I wear Nike shoes. Have I made the wrong decision?
Dear Billy McRunsalot,
Nike shoes are like most other shoes in that they offer some sort of protection against the elements, they have a thick sole and it probably does affect your stride. Like other shoes you need to work absurdly hard to make sure you get a shoe with the right arch, rise, etc… so you don’t over or under pronate.
What makes Nike shoes different from other shoes is that they were created with rubber, nylon, leather, and pure evil.
Yes, you’ve chosen poorly. Even Nike’s attempt at a minimal shoe is an outright joke.
Sorry to tell you you’re dining with the devil,
I ran this morning up a mountain, at the top of which is this amazing open pasture. And in the middle of the pasture is a little white cottage with views I just can’t even grasp.
That anyone ever lived here provokes my most profound jealousies. Covetousness and all that.
But the run never fails to please.
School has started again, which means I can’t be back as late as 8am from a run because I have to help get folks out the door.
That also means my running mornings are now limited. But I did get out to this mountain yesterday, and it was insanely peaceful. Normally I pass at least a few folks, but it was nearly dead up there today. The blue of the skies in Colorado never fails to please.
That ridge I ran a few days ago? I went back, and this time parked at the bottom of the valley so I could run up the ridge first and down the other side (which includes a significant amount of up, but most of it is on runnable trail rather than un-runnable ridge slate).
It was hard running on the front side. But I owned it. Mostly I just got in to a great head space (read: massive delusions of grandeur) really early in the run and managed to stay there for the duration of the run. Good times.
I parked today at the top of a valley and ran down one mountain and then back up another to return to the parking lot. Normally I have a strict policy that I park at the bottom of the mountain so I run all my uphill first and can enjoy the way down once I’m tired, but I made a mistake.
Do you have any tips on how to run significant stretches of uphill at the end of a run without getting completely exhausted?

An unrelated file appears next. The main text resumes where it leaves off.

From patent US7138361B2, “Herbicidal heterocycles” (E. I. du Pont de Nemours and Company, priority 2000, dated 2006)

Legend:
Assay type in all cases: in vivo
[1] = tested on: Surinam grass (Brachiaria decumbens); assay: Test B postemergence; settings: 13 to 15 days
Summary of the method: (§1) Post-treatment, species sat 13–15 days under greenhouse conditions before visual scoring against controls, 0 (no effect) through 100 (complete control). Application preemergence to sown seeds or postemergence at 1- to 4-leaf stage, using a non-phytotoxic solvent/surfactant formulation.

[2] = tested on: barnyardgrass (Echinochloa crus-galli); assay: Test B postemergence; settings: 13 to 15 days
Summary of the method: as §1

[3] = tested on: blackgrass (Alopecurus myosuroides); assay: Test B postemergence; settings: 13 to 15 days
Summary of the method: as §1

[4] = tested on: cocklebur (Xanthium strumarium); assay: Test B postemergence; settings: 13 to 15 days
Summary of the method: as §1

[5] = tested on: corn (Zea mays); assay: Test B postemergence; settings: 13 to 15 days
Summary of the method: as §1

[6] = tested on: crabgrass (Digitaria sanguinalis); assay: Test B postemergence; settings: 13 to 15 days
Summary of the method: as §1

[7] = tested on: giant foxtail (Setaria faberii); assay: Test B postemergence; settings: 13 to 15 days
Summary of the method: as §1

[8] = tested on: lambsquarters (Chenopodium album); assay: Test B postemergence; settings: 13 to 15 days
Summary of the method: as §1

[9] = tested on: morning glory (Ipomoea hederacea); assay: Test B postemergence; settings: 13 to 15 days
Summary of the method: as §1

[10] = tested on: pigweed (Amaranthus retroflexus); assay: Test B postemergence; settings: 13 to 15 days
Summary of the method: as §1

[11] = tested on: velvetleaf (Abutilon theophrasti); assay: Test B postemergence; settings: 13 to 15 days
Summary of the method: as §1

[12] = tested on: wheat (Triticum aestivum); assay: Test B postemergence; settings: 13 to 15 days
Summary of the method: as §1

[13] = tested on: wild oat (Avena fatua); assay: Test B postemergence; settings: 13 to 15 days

Uphill both ways,
Dear Julie Andrews,
First of all, never run uphill both ways. Just as like, a life rule. If you do, you’ll find it’s exceedingly hard to get back down to your car.
Another thing that helps when running quickly uphill while you’re exhausted is singing embarrassing songs (think children’s campfire songs, or Brittney Spears, or perhaps even some Taylor Swift) at the top of your lungs. This may not seem like it will have much of an impact but if you think about it, your breath will be interrupting your singing, so your “Oops I did it again” will be filled with gaps, halts, and breathing breaks. It will be even more embarrassing than just being a bad singer.
People on the trail will start to take notice of you, start to stare, and they will think, “Who is this person? Are they out of their minds?”
That is, they will think this unless you’re running really fast. So your singing (making yourself look foolish) will cause you to be motivated to move even faster (so as to not look foolish).
Don’t think. Just do.
Today I ran a ridge with so many rocks I could hardly keep my footing. I fancy myself something of a rock/mountain runner. But this mountain owned me.
That tree tho.
And there was a good bit of downhill (unfortunately, given where I parked, most of the down was before the up – rookie mistake).
Something about dirt. More dirt. Even when the run (like this one) absolutely kills me and I’m running downhill as slowly as my exhausted legs can possibly allow me.
Taking off and running in the absurd heat isn’t the best idea. Then again, absurd heat as defined by a dry 94° Colorado day is a lot different than absurd heat as defined by a 110° Houston humid day….
It’s all a matter of perspective. My perspective is I am still obsessed with these trails.